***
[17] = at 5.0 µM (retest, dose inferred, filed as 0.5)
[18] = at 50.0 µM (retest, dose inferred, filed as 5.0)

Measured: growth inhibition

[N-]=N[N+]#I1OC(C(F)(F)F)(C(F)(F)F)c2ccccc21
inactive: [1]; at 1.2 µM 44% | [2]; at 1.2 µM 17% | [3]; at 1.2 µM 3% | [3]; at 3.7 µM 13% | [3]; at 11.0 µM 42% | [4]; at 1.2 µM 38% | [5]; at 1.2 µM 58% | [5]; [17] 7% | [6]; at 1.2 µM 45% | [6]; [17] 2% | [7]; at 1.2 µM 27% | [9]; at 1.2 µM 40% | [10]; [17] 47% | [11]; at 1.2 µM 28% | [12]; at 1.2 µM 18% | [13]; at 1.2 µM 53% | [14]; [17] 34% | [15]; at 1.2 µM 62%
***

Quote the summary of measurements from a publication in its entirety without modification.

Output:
[17] = at 5.0 µM (retest, dose inferred, filed as 0.5)
[18] = at 50.0 µM (retest, dose inferred, filed as 5.0)

Measured: growth inhibition

[N-]=N[N+]#I1OC(C(F)(F)F)(C(F)(F)F)c2ccccc21
inactive: [1]; at 1.2 µM 44% | [2]; at 1.2 µM 17% | [3]; at 1.2 µM 3% | [3]; at 3.7 µM 13% | [3]; at 11.0 µM 42% | [4]; at 1.2 µM 38% | [5]; at 1.2 µM 58% | [5]; [17] 7% | [6]; at 1.2 µM 45% | [6]; [17] 2% | [7]; at 1.2 µM 27% | [9]; at 1.2 µM 40% | [10]; [17] 47% | [11]; at 1.2 µM 28% | [12]; at 1.2 µM 18% | [13]; at 1.2 µM 53% | [14]; [17] 34% | [15]; at 1.2 µM 62%